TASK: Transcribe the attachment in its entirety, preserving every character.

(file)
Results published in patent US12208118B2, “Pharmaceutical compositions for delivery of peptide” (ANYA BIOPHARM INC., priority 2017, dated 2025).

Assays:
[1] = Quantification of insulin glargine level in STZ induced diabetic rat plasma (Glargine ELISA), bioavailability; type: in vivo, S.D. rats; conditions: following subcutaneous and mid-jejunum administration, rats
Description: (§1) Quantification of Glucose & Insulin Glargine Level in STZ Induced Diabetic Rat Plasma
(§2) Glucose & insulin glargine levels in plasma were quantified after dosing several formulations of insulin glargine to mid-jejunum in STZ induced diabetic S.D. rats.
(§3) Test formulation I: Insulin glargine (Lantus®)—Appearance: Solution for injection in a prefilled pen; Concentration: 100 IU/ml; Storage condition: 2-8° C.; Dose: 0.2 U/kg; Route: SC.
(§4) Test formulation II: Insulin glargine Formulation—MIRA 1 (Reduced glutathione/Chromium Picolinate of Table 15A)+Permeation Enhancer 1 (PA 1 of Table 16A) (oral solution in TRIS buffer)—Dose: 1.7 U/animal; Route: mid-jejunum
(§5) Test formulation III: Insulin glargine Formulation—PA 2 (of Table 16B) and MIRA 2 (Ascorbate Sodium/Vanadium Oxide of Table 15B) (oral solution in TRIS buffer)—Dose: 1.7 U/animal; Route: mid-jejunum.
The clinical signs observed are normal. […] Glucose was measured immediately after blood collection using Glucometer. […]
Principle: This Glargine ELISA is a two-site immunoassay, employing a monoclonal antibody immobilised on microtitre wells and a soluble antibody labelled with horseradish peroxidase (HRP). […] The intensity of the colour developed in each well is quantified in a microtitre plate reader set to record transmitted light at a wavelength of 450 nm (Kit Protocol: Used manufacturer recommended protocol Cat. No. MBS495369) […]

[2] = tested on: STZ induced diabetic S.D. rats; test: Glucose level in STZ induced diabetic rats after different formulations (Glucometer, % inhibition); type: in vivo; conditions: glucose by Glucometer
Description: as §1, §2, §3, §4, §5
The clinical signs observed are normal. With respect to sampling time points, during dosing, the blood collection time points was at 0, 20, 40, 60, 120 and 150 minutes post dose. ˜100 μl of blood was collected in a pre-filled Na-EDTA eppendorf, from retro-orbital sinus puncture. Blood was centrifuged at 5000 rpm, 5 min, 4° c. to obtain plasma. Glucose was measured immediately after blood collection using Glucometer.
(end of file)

Results published in patent US12208118B2, “Pharmaceutical compositions for delivery of peptide” (ANYA BIOPHARM INC., priority 2017, dated 2025).

Assays:
[1] = Quantification of insulin glargine level in STZ induced diabetic rat plasma (Glargine ELISA), bioavailability; type: in vivo, S.D. rats; conditions: following subcutaneous and mid-jejunum administration, rats
Description: (§1) Quantification of Glucose & Insulin Glargine Level in STZ Induced Diabetic Rat Plasma
(§2) Glucose & insulin glargine levels in plasma were quantified after dosing several formulations of insulin glargine to mid-jejunum in STZ induced diabetic S.D. rats.
(§3) Test formulation I: Insulin glargine (Lantus®)—Appearance: Solution for injection in a prefilled pen; Concentration: 100 IU/ml; Storage condition: 2-8° C.; Dose: 0.2 U/kg; Route: SC.
(§4) Test formulation II: Insulin glargine Formulation—MIRA 1 (Reduced glutathione/Chromium Picolinate of Table 15A)+Permeation Enhancer 1 (PA 1 of Table 16A) (oral solution in TRIS buffer)—Dose: 1.7 U/animal; Route: mid-jejunum
(§5) Test formulation III: Insulin glargine Formulation—PA 2 (of Table 16B) and MIRA 2 (Ascorbate Sodium/Vanadium Oxide of Table 15B) (oral solution in TRIS buffer)—Dose: 1.7 U/animal; Route: mid-jejunum.
The clinical signs observed are normal. […] Glucose was measured immediately after blood collection using Glucometer. […]
Principle: This Glargine ELISA is a two-site immunoassay, employing a monoclonal antibody immobilised on microtitre wells and a soluble antibody labelled with horseradish peroxidase (HRP). […] The intensity of the colour developed in each well is quantified in a microtitre plate reader set to record transmitted light at a wavelength of 450 nm (Kit Protocol: Used manufacturer recommended protocol Cat. No. MBS495369) […]

[2] = tested on: STZ induced diabetic S.D. rats; test: Glucose level in STZ induced diabetic rats after different formulations (Glucometer, % inhibition); type: in vivo; conditions: glucose by Glucometer
Description: as §1, §2, §3, §4, §5
The clinical signs observed are normal. With respect to sampling time points, during dosing, the blood collection time points was at 0, 20, 40, 60, 120 and 150 minutes post dose. ˜100 μl of blood was collected in a pre-filled Na-EDTA eppendorf, from retro-orbital sinus puncture. Blood was centrifuged at 5000 rpm, 5 min, 4° c. to obtain plasma. Glucose was measured immediately after blood collection using Glucometer.